5 Types of Propane Tanks and Their Characteristics

We use propane for many fuel-related needs. It can be pumped into our vehicles, delivered to our homes, or stored in portable containers for home and job site applications. It is a stable, safe product you have probably used many times.

Are you in need of propane and wondering how much to get? Your fuel requirements will dictate the propane tank sizes you need. A larger tank may be best if you experience regular high-volume requirements, as this lessens the need for constant refills. In contrast, a smaller tank could be adequate for sporadic use or setups with lower fuel intake rates.

Here are five different types of propane tanks and their characteristics.

Type #1: Refillable Tanks

A refillable tank is the most common tank type. Large tanks are mounted on concrete pads for heating buildings and are filled by a truck coming to your home or business. Smaller containers power equipment like forklifts. They are easily exchanged for empty bottles picked up and full ones dropped off by a propane company. 

You can also have smaller sizes that fit under your BBQ and allow summer grilling. You can purchase these tanks and get them topped up at a filling station or exchange them for a new one. There are even small, 1 lb refillable tanks for camping use.

Type #2: Disposable Tanks

Disposable propane tanks are ones you purchase from a store, use and discard. These tanks are not made to be refilled as they have thin metal walls. Their valves are also not designed to refill. They are ideal for small burning needs, like portable BBQs and lanterns. They are famously lightweight and easy to pack.

These types of propane tanks can be easily found at various grocery stores and gas stations, offering great convenience to consumers. However, their environmental impact is significant, as they contribute to the ever-growing landfill issue due to their non-biodegradable nature compared to regular waste. It’s wise to take these tanks to a specialized waste collection facility or a recycling depot instead.

Propane tanks can be found in two distinct configurations: horizontal and vertical. Embrace a more eco-friendly mindset while enjoying the versatility these tanks provide.

Type #3: Horizontal Propane Tanks

Horizontal propane tanks are elongated storage units specifically created to hold propane gas. The distinct shape of these tanks allows them to easily fit in areas with limited vertical clearance, like crawl spaces and beneath decks. They ensure a steady supply of propane to heating systems, providing warmth and coziness in various settings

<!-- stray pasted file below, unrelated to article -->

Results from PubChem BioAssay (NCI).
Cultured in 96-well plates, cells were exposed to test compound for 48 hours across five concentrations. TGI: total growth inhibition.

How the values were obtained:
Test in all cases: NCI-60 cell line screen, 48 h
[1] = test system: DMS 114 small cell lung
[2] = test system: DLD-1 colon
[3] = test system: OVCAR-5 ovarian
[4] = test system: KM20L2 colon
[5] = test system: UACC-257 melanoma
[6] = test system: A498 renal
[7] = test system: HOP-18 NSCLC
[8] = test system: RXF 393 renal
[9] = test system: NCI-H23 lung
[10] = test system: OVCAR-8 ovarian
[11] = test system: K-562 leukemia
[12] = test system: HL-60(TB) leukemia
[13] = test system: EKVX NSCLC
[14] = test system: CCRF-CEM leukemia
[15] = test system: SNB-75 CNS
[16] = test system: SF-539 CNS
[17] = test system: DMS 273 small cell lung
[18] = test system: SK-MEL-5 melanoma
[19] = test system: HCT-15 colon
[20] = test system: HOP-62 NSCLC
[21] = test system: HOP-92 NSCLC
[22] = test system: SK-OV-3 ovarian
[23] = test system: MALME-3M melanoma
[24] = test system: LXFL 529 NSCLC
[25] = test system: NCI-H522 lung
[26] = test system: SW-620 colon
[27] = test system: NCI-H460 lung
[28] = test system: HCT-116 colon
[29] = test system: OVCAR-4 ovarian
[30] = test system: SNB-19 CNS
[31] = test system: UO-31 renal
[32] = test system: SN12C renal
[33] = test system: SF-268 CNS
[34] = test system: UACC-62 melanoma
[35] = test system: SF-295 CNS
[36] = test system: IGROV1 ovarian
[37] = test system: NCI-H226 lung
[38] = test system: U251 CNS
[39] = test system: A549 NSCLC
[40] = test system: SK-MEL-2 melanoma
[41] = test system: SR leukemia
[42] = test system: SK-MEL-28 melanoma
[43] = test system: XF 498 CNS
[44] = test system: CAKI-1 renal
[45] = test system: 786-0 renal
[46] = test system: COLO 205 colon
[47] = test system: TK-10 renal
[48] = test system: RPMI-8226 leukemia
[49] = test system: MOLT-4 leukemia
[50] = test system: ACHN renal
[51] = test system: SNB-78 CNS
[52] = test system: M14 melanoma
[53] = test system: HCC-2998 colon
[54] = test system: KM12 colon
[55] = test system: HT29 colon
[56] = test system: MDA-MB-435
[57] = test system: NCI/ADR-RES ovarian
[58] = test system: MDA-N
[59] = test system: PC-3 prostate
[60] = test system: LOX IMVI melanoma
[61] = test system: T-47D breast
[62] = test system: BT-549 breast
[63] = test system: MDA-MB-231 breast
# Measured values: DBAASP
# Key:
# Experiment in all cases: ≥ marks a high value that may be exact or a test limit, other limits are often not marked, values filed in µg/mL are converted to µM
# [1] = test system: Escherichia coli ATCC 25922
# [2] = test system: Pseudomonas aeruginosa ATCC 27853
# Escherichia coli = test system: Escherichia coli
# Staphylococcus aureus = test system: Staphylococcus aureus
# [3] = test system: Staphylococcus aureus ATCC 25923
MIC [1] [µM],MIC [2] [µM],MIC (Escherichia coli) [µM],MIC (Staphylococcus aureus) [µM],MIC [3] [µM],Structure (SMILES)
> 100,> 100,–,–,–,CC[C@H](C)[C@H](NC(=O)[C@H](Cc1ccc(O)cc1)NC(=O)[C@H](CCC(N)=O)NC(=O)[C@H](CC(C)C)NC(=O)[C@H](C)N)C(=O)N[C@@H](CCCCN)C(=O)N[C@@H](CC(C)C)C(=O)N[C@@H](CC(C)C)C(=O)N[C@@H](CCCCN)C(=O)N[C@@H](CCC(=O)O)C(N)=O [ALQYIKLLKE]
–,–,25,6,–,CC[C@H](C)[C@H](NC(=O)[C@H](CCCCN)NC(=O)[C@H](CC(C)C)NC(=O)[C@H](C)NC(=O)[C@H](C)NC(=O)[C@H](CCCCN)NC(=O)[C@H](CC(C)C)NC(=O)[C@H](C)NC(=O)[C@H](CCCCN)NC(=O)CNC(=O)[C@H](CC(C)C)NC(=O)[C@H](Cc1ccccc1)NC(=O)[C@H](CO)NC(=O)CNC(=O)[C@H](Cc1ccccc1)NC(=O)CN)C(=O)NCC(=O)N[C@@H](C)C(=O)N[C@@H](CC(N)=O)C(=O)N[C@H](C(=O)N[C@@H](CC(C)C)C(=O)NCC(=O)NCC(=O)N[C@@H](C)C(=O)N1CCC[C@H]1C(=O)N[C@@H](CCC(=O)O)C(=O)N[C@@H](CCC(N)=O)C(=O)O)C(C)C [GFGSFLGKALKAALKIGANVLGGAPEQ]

These types of propane tanks possess substantial storage capacity, which lessens frequent refills. They are suitable for properties with high heating requirements. This efficiency reduces disruptions and adds convenience. Horizontal tanks are particularly useful in remote areas where access to refilling services may be scarce.

Type #4: Vertical Propane Tanks

Vertical tanks are smaller and can be moved around according to your needs. They can power various small appliances. They can be filled on-site or used for refilling or exchange.

Their upright stance makes them a remarkably efficient option for conserving space in locations facing horizontal limitations. These tanks provide a consistent supply of propane to keep heating and cooking appliances running smoothly. Additionally, their sleek vertical design makes them a practical fit for places with limited ground area, such as bustling cities or compact properties.

The upright nature of these tanks aids visual inspections, ensuring propane levels are easily discernible. And when it comes to appliance compatibility, these tanks can accommodate a wide variety, from stoves to water heaters.

Type #5: Other Propane Tanks

You may also adjust the dimensions of your propane tanks based on your needs. Here are some other propane tanks to consider:

20 lb tanks

This is your standard BBQ tank that is around 18″ tall and 12″ wide. It holds 5 gallons of propane fuel and is easy to carry. They can be refilled or exchanged as needed.

20 lb tanks come with an overfill prevention device valve. This three-lobbed hand wheel has safety features that prevent overfilling, monitoring the amount of propane in the tank. They are required for tanks that hold between 4 and 40 lbs of propane.

100 lb tanks

You can get a 100 lb tank for a larger tank that lasts longer. These stand 4′ tall and are around 18″ across, holding 25 gallons of fuel. It is still considered portable but challenging to maneuver. These work well in a home with a mixed heating system with propane for heat. They are also used for outdoor fireplaces and large grills.

120 lb tanks

This large tank fills appliances like stoves, dryers, fireplaces, as well as space heaters. They are suitable for cabins but not designed to heat your entire home. They can be placed up in a building and connected in multiples if more fuel is required.

Larger tanks

These home and business heating tanks range from 300 to 1000 gallons and are large capacity. They provide longer fuel and are torpedo-style tanks installed around 25′ from a building for permanent stability and safe use. Depending on size and aesthetics, these tanks can be above or below ground, and they are refilled at their location.